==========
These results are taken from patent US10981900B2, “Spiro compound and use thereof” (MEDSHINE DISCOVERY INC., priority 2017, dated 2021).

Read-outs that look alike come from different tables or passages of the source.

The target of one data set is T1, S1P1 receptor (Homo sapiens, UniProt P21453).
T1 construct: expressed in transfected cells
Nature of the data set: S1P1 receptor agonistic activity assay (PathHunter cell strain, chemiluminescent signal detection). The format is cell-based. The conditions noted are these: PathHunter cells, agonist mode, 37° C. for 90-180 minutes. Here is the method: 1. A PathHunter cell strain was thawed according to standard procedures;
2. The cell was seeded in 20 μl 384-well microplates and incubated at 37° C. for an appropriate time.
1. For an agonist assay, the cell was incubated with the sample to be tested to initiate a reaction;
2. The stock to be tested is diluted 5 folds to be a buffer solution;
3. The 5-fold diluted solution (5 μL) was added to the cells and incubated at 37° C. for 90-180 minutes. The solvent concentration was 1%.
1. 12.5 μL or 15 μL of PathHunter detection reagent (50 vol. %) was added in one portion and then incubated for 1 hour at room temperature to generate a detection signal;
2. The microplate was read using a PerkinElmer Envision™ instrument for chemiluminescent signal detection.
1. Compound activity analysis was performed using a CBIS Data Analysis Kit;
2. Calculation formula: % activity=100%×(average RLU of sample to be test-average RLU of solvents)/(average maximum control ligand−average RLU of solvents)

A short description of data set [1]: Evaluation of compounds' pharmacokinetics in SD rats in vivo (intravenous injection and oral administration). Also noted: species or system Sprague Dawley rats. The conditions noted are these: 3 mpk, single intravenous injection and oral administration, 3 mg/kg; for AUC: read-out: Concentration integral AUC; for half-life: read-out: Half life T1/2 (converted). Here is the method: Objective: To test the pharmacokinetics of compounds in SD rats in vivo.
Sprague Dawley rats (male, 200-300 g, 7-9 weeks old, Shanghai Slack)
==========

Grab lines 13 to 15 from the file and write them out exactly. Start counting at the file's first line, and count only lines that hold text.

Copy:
2. Calculation formula: % activity=100%×(average RLU of sample to be test-average RLU of solvents)/(average maximum control ligand−average RLU of solvents)

A short description of data set [1]: Evaluation of compounds' pharmacokinetics in SD rats in vivo (intravenous injection and oral administration). Also noted: species or system Sprague Dawley rats. The conditions noted are these: 3 mpk, single intravenous injection and oral administration, 3 mg/kg; for AUC: read-out: Concentration integral AUC; for half-life: read-out: Half life T1/2 (converted). Here is the method: Objective: To test the pharmacokinetics of compounds in SD rats in vivo.
Sprague Dawley rats (male, 200-300 g, 7-9 weeks old, Shanghai Slack)